The next night, civil rights activist Martin Luther King, Jr. led a service at Montgomery’s First Baptist Church, which was attended by over a thousand Freedom Riders supporters. A riot broke out outside the chapel, prompting King to call Robert F. Kennedy to request security. Kennedy called federal marshals, who dispersed the white crowd with tear gas. Patterson proclaimed martial law in the city and called in the National Guard to restore order.

Kennedy Requests A “Cooling Down” Period

A party of Freedom Riders left Montgomery for Jackson, Mississippi on May 24, 1961. Hundreds of fans greeted the riders there. Many that tried to use the whites-only services, on the other hand, were arrested for trespassing and transferred to the maximum-security penitentiary in Parchman, Mississippi.

On the same day, US Attorney General Kennedy released a statement calling for a “cooling down” time in the face of the escalating violence:

“A very difficult condition exists now in the states of Mississippi and Alabama. Besides the groups of ‘Freedom Riders’ traveling through these states, there are curiosity seekers, publicity seekers, and others who are seeking to serve their causes, as well as many persons who are traveling because they must use the interstate carriers to reach their destination.

In this confusing situation, there is an increasing possibility that innocent persons may be injured. A mob asks no questions.

A cooling-off period is needed. It would be wise for those traveling through these two Sites to delay their trips until the present state of confusion and danger has passed and an atmosphere of reason and normalcy has been restored.”

During the Mississippi hearings, the judge turned and stared at the wall rather than listen to the Freedom Riders’ defense, as had been the case when sit-in protesters were arrested in Tennessee for protesting segregated lunch counters. He sentenced the riders to 30 days in jail.

The National Association for the Advancement of Colored People (NAACP), a civil rights group, appealed the charges to the United States Supreme Court, which overturned them.

Legacy And Resolution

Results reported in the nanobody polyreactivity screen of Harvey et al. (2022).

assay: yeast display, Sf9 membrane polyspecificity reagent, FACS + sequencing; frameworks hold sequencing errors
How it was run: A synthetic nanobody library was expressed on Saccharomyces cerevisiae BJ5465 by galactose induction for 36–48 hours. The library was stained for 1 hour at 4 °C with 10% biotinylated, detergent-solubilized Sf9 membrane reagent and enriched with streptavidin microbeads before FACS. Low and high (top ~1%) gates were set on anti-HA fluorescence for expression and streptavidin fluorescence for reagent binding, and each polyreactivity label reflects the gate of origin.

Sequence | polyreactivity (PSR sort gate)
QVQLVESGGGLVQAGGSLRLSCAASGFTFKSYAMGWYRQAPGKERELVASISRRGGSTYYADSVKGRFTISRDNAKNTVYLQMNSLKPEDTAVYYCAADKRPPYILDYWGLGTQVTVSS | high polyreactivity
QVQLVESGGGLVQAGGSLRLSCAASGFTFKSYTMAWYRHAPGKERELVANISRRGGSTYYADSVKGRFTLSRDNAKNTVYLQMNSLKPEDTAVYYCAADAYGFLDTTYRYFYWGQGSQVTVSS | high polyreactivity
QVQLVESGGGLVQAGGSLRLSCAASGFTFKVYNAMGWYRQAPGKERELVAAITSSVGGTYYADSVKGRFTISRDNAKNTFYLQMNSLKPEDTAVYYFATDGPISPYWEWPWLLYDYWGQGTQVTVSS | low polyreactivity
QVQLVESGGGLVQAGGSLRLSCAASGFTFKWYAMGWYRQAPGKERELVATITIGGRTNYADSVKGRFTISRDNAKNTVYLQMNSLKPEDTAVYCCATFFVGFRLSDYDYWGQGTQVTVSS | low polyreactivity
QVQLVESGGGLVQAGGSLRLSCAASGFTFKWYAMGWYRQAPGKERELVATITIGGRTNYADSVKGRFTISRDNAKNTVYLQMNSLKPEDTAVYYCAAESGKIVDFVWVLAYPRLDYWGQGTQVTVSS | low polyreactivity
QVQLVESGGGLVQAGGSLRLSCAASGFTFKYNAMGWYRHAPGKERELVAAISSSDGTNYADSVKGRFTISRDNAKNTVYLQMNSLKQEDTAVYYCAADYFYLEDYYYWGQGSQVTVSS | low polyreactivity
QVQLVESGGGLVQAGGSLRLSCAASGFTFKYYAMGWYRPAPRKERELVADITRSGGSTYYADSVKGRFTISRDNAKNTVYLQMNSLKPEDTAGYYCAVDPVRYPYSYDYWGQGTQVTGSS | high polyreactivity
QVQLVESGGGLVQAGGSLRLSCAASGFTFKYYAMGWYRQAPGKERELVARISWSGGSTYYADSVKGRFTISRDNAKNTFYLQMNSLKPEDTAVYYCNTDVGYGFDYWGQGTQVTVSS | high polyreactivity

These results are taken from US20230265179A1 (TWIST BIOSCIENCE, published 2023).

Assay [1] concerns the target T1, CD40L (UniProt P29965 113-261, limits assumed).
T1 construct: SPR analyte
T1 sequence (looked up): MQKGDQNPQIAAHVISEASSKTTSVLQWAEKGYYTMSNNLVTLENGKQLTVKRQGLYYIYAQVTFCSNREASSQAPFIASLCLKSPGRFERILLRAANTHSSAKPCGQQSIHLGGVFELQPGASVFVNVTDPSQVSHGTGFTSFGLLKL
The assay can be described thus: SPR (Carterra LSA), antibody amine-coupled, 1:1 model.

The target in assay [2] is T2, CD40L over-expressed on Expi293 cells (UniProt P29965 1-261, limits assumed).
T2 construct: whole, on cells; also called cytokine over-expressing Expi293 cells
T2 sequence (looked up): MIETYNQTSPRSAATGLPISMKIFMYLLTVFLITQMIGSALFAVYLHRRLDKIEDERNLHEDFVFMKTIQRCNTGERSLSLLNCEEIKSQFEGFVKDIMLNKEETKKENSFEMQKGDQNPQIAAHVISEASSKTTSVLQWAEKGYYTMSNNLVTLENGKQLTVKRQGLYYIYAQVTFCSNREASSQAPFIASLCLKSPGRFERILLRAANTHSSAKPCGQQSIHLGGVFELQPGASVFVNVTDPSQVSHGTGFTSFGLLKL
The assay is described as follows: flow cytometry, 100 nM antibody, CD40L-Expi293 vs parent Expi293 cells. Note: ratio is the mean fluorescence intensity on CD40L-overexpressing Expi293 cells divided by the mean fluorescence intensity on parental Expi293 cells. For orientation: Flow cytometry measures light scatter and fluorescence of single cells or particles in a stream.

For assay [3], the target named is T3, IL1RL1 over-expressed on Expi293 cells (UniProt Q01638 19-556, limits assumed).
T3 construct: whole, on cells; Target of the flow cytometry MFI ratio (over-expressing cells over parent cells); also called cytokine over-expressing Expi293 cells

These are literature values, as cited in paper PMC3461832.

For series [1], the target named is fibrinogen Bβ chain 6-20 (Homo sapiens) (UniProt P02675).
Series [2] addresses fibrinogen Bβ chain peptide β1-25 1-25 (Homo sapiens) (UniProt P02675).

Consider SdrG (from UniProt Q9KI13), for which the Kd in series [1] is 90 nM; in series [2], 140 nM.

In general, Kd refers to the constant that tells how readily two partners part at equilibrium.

By September, it had been more than three months since Robert Kennedy filed the petition. Leaders of CORE and SNCC made preliminary preparations for a mass demonstration known as the “Washington Project.” This would bring hundreds, if not thousands, of unarmed protesters to the nation’s capital to put pressure on the ICC and the Kennedy administration.

The plan was halted when the ICC released the requisite orders just before the end of the month. The revised policies went into effect on November 1, 1961, six years after the ruling in Sarah Keys v. Carolina Coach Company.

Passengers were allowed to sit anywhere they wanted on interstate buses and trains after the new ICC law came into effect; “white” and “brown” signs were eliminated from terminals; racially segregated drinking fountains, restrooms, and waiting rooms servicing interstate customers were consolidated; and lunch counters started serving all customers, regardless of race.

The mass brutality sparked by the Freedom Rides shocked American society. People became concerned that the Rides would cause mass civil unrest and ethnic divisions, an opinion that was promoted and reinforced in many areas by the public.

The press in white communities opposed CORE’s direct-action strategy, while others in the national press described the Riders as inciting unrest.

Around the same time, the Freedom Rides gained widespread acceptance from both Black and white Americans, inspiring many to take direct action for civil rights. Perhaps most importantly, the deeds of the Freedom Riders from the North, who risked their lives on behalf of southern Black citizens, impressed and motivated many Black people living in rural areas around the South.

They became the backbone of the larger Civil Rights Movement, participating in voter registration and other events. Southern Black activists often gathered around their churches, which served as the focal point of their families and a source of moral strength.

The Freedom Riders influenced civil rights movements such as voter registration in the South, freedom schools, and the Black Power movement. Many Black Southerners were reluctant to register to vote at the time due to state constitutions, rules, and policies that had essentially disfranchised most of them since the turn of the twentieth century.

For example, white officials supervised reading comprehension and literacy exams that many highly trained Black people were unable to pass.